In the process of the employee being recruited or working with Company X and in the time of twelve months after termination of recruitment or cessation of employment with Company X, regardless of the cause of the termination of recruitment or cessation of employment, the employee agrees not to, directly or indirectly and in the totality of the territory, conduct work similar to or work with similar characteristics for any business in competition with Lazada.vn (…), that now or in the future will compete with the business of Lazada.vn, Recess and/or the related parties and principals of Company X.

In addition, the judgment of the People’s Court spells out the dates of the agreements, including the labor contract and the separate NDA. Unfortunately, the facts of the violation of the non-compete clause are not included, simply that, according to Company X, she violated it.

If this were a court in a Common Law jurisdiction, they would have the opportunity to examine the issue on multiple levels and to put forth some jurisprudence, but, as I examined a little bit here the job of the courts in Vietnam is not to interpret the law. And though I’m not sure what they are in fact supposed to do—we’re still researching this issue—they seem to apply the law and act simply as a means for enforcement rather than for interpretation. Whatever their ultimate responsibility (a case for another blog article) the People’s Court in this instance did not examine any of the potentialities but instead chose to ignore the labor law completely.

In essence, the court chose to treat the NDA as a contract not associated with the Labor contract and rather than examining the legality of a non-compete clause in the labor law context chose to apply the civil code to what it deemed to be a civil contract. It did not address timelines, freedom of choosing a workplace, or the limitations on the application of the labor contract. It simply cited the freedom of contract clause of the civil code and, finding that the contract between Ms. T and Company X was entered into without violating any of the laws regarding contract, the non-compete clause was enforceable.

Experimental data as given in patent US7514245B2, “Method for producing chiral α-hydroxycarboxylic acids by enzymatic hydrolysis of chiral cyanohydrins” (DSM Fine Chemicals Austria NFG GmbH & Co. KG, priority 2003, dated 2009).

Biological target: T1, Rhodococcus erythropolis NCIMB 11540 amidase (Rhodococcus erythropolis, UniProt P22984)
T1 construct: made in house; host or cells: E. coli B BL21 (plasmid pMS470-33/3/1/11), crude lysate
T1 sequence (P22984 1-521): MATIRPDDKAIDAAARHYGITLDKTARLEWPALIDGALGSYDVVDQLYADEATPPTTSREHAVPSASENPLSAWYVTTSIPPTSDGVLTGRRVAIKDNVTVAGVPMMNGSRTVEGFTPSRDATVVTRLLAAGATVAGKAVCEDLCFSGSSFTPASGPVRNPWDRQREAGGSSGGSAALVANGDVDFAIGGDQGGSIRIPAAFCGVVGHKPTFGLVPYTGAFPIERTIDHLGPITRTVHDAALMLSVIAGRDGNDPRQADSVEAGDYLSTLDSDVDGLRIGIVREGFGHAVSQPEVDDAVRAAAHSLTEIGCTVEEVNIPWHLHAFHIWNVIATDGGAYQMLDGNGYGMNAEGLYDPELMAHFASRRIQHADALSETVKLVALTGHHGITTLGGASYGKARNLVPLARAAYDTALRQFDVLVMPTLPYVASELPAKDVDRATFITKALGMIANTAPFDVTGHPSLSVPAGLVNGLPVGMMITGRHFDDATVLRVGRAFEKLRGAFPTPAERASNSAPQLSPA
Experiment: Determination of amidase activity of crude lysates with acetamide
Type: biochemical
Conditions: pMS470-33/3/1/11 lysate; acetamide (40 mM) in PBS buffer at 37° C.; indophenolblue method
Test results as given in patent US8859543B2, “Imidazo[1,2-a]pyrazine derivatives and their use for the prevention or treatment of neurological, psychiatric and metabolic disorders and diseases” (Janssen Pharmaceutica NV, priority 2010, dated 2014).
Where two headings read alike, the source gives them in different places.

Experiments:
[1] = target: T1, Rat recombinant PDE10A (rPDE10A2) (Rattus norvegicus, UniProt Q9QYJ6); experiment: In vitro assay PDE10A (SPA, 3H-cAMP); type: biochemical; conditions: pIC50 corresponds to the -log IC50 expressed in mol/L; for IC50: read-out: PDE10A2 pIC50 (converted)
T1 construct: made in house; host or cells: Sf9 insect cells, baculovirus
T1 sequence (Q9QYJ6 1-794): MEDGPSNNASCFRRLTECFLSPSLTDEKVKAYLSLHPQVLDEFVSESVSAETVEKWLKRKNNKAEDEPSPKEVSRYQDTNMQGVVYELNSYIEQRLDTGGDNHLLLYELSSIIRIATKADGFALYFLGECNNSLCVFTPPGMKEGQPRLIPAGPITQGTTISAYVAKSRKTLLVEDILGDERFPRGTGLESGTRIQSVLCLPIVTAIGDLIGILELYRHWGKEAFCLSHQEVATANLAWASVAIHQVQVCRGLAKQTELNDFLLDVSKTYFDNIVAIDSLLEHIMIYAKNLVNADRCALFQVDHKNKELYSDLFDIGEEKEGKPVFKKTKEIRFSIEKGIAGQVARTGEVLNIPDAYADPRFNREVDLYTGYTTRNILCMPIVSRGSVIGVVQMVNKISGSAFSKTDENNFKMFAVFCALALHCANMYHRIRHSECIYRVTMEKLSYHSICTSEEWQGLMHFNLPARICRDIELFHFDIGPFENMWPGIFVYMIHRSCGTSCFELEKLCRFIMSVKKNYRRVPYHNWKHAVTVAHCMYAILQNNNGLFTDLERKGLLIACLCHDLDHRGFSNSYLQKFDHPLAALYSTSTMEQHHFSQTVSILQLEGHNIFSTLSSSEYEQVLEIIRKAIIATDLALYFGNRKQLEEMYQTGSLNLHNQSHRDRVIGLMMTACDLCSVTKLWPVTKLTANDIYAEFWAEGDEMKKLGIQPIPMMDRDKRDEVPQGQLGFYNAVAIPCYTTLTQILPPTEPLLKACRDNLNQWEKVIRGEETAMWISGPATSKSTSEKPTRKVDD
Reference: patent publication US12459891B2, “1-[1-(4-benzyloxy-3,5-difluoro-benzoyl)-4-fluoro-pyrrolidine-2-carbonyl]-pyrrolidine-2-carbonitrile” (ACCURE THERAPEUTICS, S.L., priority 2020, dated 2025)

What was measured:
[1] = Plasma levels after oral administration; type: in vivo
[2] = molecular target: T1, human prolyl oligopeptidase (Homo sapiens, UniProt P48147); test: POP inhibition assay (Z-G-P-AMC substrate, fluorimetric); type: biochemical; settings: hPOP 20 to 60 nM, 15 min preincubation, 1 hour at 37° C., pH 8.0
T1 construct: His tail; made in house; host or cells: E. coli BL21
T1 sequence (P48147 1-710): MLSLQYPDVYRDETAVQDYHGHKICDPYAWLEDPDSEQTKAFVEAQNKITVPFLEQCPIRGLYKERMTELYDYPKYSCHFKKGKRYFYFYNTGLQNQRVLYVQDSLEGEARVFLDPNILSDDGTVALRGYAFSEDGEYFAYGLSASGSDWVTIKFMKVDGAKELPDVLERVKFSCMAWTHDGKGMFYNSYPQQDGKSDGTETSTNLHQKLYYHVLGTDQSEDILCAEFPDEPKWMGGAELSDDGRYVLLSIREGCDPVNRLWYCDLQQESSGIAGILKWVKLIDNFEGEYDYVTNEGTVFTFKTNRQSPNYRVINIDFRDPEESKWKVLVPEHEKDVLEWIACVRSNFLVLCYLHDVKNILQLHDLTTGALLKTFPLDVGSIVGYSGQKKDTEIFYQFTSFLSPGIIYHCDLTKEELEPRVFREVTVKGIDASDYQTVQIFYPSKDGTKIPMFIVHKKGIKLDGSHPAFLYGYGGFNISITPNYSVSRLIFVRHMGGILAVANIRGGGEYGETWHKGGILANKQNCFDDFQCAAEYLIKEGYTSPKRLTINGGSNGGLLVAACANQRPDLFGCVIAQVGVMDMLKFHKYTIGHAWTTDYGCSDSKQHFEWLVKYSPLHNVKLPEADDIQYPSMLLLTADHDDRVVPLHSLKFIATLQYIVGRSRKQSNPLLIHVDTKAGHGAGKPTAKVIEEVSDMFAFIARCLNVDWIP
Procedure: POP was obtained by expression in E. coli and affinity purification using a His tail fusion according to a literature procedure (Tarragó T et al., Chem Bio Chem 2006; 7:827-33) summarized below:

At first blush, I must say I was disappointed in this judgment. When I learned that the court had addressed the issue of non-compete clauses I was excited. I thought there would be some jurisprudential reasoning to understand how they related to the labor law. But that’s my Common Law training coming into the fore. Vietnam’s courts don’t do that, with the slight exception of the Supreme People’s Court, and they can’t be expected to commit complicated reasoning to a simple trial where less than US$10,000 was at issue.

Upon further examination, however, I am impressed by what the court was able to do in the simplicity of its application of the law. It suggested that while non-compete clauses may or may not be effective in a labor contract, it would accept them as enforceable in a civil contract between employer and employee. This means that, so long as the employer does not rely on the labor contract to define its rights against the employee, non-compete agreements can be enforced—at least in Ho Chi Minh City.

This case also shows the importance that the court gives to the freedom of contract principles in the civil code. So long as the civil code applies—and the contract clause in question is not found to be governed by the commercial code or another branch law—the Ho Chi Minh City court is willing to recognize contractual clauses providing for concepts that aren’t contemplated by legislation from the National Assembly or by administrative guidance from the Government. That is big.